January 24, 2018

U.S. must step up to help exiled Iranians in Iraq’s Camp Ashraf

Detroit Free Press
June 17, 2011

After the death of Bin Laden, the world is again focusing on the Arab spring with even more vigor, because the message of Arab Spring is opposite to that of Bin Laden — freedom, democracy, and secular Islam.

When Libyan dictator Muammar Gaddafi began to fire on his own people, the United Nations stepped in — as it should have — with air strikes to protect civilians and stem the brutal attacks.

In Iraq, there is a similar situation, and perhaps even worse. Many Iraqi citizens have been gunned down in Baghdad and other cities because they called Maliki “a liar,” and wanted a better living condition for the country.

Iraqi forces, at the behest of, and with the assistance of the Iranian regime, have fired on guests in the country — unarmed defenseless men, women and children. The only way to describe this action is as a human rights crime.

The scene of the this horrific act is Camp Ashraf, a mini-city north of Baghdad that has been a peaceful home for two decades to exiles from Iran’s mullahs’ — 3,400 men, women and children who are members of Iran’s principal opposition movement, the People’s Mujahedin Organization of Iran (MEK).  But Ashraf no longer is peaceful.

On April 8, Iraqi forces invaded the camp and mercilessly slaughtered 35 residents of Ashraf, including eight women, and wounded hundreds more.

The onslaught infuriated members of Congress. Sen. Carl Levin, chairman of the Armed Services Committee, wrote to the Secretary of State, expressing concern about the deadly raid, which described as “extremely troubling” and “directly contradict(ing) the Government of Iraq’s commitment to protect Camp Ashraf residents according to our agreement with them and in accord with its international obligations.”

Equally encouraging was the Senate Foreign Relations Committee Chairman John Kerry, who said, “United Nations confirmation of the scope of last week’s tragedy at Camp Ashraf is deeply disturbing and the Iraqi military action is simply unacceptable.” He then suggested steps that need to be taken, “the Iraqis must stop the bleeding and refrain from any further military action against Camp Ashraf.” Senator Kerry added, “the investigation must hold accountable the responsible parties and ensure that there will be no sequel to these horrific events.”

Kerry described the current situation at Camp Ashraf as “untenable,” and concluded, “The United States must redouble efforts with all the relevant parties — including the Iraqi government, the United Nations, the European Union, and the Mujahedin-e Khalq itself — to seek a peaceful and durable solution, and to find permanent homes for the residents of Camp Ashraf.”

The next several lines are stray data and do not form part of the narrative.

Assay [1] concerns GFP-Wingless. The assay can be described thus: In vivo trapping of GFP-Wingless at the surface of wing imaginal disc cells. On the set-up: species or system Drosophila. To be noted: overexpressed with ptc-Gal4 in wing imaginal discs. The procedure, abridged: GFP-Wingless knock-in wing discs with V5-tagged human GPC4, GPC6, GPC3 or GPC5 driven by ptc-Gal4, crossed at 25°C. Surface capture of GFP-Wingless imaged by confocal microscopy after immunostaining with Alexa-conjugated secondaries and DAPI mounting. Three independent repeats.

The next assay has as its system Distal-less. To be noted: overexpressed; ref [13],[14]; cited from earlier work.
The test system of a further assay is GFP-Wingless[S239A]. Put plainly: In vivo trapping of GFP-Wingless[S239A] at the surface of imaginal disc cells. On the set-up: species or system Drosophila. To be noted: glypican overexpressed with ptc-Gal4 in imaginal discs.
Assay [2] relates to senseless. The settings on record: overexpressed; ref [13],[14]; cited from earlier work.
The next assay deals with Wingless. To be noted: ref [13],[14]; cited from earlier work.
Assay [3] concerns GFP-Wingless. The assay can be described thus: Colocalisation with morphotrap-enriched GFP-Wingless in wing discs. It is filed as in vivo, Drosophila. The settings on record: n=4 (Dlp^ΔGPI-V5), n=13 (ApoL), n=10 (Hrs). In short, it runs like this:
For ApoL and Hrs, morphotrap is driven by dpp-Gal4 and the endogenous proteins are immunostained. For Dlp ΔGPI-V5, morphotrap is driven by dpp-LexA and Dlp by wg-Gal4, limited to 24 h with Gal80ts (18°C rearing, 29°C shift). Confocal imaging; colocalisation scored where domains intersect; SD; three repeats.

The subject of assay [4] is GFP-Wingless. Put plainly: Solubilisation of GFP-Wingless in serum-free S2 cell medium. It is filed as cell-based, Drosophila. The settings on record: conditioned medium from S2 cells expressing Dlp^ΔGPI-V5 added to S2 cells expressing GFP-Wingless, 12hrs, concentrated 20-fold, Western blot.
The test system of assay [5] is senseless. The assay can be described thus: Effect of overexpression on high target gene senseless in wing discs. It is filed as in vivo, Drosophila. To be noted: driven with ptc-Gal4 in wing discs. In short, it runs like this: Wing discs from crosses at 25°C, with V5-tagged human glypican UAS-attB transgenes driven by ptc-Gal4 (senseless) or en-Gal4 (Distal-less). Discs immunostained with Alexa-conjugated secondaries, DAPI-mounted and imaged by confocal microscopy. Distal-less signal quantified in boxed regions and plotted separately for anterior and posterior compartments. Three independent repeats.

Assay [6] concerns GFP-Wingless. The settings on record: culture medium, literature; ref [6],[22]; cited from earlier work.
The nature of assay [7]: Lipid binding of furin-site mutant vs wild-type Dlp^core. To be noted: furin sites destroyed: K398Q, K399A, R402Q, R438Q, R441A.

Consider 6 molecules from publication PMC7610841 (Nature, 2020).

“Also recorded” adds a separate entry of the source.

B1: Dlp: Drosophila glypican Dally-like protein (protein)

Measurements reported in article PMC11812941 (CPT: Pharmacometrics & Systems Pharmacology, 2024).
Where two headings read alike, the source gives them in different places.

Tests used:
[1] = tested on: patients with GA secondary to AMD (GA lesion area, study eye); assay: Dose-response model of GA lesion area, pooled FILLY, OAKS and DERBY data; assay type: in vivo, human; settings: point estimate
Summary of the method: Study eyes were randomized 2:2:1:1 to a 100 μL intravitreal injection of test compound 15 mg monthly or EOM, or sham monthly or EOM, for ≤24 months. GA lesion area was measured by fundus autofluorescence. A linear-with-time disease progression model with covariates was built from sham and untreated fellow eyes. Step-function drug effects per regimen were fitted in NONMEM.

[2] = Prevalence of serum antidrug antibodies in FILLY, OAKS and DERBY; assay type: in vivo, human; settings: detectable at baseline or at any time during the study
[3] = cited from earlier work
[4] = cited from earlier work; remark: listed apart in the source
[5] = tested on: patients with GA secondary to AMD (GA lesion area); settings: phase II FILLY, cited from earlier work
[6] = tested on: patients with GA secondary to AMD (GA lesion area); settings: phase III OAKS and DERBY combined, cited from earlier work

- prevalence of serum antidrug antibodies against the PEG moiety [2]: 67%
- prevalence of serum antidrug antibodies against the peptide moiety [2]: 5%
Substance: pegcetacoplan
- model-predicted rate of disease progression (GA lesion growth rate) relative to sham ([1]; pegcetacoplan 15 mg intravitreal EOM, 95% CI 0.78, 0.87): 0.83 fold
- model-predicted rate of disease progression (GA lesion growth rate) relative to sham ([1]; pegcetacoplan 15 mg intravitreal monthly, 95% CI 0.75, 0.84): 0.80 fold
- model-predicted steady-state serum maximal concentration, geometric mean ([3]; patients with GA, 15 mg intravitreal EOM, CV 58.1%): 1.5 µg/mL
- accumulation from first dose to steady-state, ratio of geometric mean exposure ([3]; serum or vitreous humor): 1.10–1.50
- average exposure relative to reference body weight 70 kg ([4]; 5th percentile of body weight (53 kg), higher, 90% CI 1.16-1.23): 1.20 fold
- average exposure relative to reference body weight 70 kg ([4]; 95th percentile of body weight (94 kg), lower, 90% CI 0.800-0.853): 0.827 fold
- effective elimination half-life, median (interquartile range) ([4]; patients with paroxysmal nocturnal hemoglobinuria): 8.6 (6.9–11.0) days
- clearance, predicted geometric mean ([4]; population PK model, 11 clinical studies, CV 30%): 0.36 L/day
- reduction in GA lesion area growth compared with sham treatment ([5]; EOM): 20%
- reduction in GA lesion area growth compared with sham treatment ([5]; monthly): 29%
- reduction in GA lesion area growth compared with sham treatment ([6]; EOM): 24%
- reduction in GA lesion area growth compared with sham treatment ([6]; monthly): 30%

Particularly disturbing is that Maliki is doing the bidding of Tehran, which sees the MEK as a major threat, and for good reason.

The MEK wants to bring democracy to Iran, something that is far from the minds of the mullahs. Indeed, they are terrified of anyone who supports a democratic Iran, which is why they not only are masterminding the action at Camp Ashraf but are fighting demonstrations in the streets of Iran’s cities and having public hangings of dissidents.

It is heartening that the world, including senior American officials from the Clinton, Bush, and Obama administrations, as well as French and European politicians, has called for an immediate end to Iraqi occupation of the camp forces and ensuring the protection of its residents by the United States and the United Nations.

The U.S., EU and UN should intervene quickly to protect Ashraf from the assaulting Iraqi forces from Ashraf, and as dozens of senior officials of Clinton, Bush and Obama administrations have recently said, the U.S. should remove the MEK from the terrorist list so it can be able to work for a free Iran in full throttle. In his letter to Secretary of State Hilary Clinton, Levin requested that the State Department “accelerate its review of the Mujahadeen-Khalq’s designation.”

The terrorist designation was meant to curry favor with the ruling Ayatollahs in Iran to alter their outlaw behavior; that policy has badly failed.

The Ashraf situation has once again demonstrated who the terrorists are – and it’s not the MEK. To the contrary, as Andy Card, former chief of staff to President George W. Bush said, “the MEK is the example that others can follow in the entire region of the Middle East.” That example is a free Iran, which is crucial for a democratic, secular, and non-belligerent region.

Mike Khodadost is the president of the Iranian-American Cultural Society of Michigan.